Represented in Italy
Conrad Tao has appeared worldwide as a pianist and composer, and has been dubbed a musician of “probing intellect and open-hearted vision” by the New York Times, a “thoughtful and mature composer” by NPR, and “ferociously talented” by TimeOut New York. In June of 2011, the White House Commission on Presidential Scholars and the Department of Education named Tao a Presidential Scholar in the Arts, and the National Foundation for Advancement in the Arts awarded him a YoungArts gold medal in music. Later that year, Tao was named a Gilmore Young Artist, an honor awarded every two years highlighting the most promising American pianists of the new generation. In May of 2012, he was awarded the prestigious Avery Fisher Career Grant.
Tao’s 2017-18 season includes his Lincoln Center debut with a solo recital including a work by American composer Jason Eckhardt, a residency with the Utah Symphony performing both Bernstein’s Age of Anxiety and Prokofiev’s Piano Concerto No. 2, and debut engagements with the Atlanta Symphony, New Jersey Symphony, and Seattle Symphony. Tao will both perform in his own recital and have a new work composed for Paul Huang and Orion Weiss performed at Washington Performing Arts Society, and opens the ProMusica Chamber Orchestra’s season with the world premiere of a new commissioned work, Over. Additionally, a new multimedia work, Ceremony, developed with vocalist Charmaine Lee, will receive its premiere at Brooklyn’s Roulette.
Outside of the U.S., Tao has been re-invited to perform with the Berner Symphoniker and Mario Venzago in Switzerland, and will also make his debut with the Finnish Radio Symphony Orchestra and James Gaffigan. He will also return to Italy with the Orchestra Verdi Milano and Vladimir Fedoseev, and Malaysia with the Malaysian Philharmonic and Eiji Oue.
This busy season comes after recent performances with the Philadelphia Orchestra and Stéphane Denève (Conrad’s SPAC debut), Chicago’s Grant Park Music Festival with Carlos Kalmar, and premieres of his commissions by the Pacific Symphony, the Atlantic Classical Orchestra, and Jaap van Zweden and the Hong Kong Philharmonic. Conrad also had an on-stage performance role in the world premiere of David Lang’s the loser at BAM and an acclaimed recital in Unison Media’s Crypt Sessions series.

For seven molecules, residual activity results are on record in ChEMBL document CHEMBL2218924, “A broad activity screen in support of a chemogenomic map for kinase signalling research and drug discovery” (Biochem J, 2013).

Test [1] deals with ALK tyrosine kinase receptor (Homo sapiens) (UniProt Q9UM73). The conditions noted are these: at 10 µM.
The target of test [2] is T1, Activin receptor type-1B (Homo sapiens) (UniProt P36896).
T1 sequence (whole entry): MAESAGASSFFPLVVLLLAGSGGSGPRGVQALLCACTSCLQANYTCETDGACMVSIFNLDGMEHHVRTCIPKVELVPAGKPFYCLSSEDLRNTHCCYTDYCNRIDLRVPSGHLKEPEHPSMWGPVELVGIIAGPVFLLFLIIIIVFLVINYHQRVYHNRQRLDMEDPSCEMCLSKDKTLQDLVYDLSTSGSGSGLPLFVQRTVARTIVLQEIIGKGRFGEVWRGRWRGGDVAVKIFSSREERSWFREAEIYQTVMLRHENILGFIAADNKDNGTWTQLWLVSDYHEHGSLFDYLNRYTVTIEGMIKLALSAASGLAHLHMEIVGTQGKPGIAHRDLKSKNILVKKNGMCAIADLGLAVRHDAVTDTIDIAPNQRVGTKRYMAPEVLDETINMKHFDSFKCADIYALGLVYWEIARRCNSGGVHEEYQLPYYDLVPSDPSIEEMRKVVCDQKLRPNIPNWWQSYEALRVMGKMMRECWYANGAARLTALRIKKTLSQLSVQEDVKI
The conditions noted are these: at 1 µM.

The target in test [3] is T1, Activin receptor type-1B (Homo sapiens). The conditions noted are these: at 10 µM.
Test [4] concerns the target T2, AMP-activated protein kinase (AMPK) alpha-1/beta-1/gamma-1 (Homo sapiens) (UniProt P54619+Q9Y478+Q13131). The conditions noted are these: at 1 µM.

In June of 2013, Tao kicked off the inaugural UNPLAY Festival at the powerHouse Arena in Brooklyn, which he curated and produced. The festival, designated a “critics’ pick” by Time Out New York and hailed by the New York Times for its “clever organization” and “endlessly engaging” performances, featured Conrad with guest artists performing a wide variety of new works. Across three nights encompassing electroacoustic music, performance art, youth ensembles, and much more, UNPLAY explored the fleeting ephemera of the Internet, the possibility of a 21st-century canon, and music’s role in social activism and critique. That month, Tao, a Warner Classics recording artist, also released Voyages, his first full-length for the label, declared a “spiky debut” by the New Yorker’s Alex Ross. Of the album, NPR wrote: “Tao proves himself to be a musician of deep intellectual and emotional means – as the thoughtful programming on this album…proclaims.” His next album, Pictures, which slots works by David Lang, Toru Takemitsu, Elliott Carter, and Tao himself alongside Mussorgsky’s familiar and beloved Pictures at an Exhibition, was hailed by The New York Times as “a fascinating album [by] a thoughtful artist and dynamic performer…played with enormous imagination, color and command.”
Tao’s career as composer has garnered an eight consecutive ASCAP Morton Gould Young Composer Awards and the Carlos Surinach Prize from BMI. In the 2013-14 season, while serving as the Dallas Symphony Orchestra’s artist-in-residence, Tao premiered his orchestral composition, The world is very different now. Commissioned in observance of the 50th anniversary of the assassination of President John F. Kennedy, the work was described by the New York Times as “shapely and powerful.” Most recently, the Chamber Orchestra of Philadelphia commissioned a new work for piano, orchestra, and electronics, An Adjustment, which received its premiere in September 2015 with Tao at the piano. The Philadelphia Inquirer declared the piece abundant in “compositional magic,” a “most imaginative [integration of] spiritual post-Romanticism and ‘90s club music.”
Tao was born in Urbana, Illinois, in 1994. He has studied piano with Emilio del Rosario in Chicago and Yoheved Kaplinsky in New York, and composition with Christopher Theofanidis.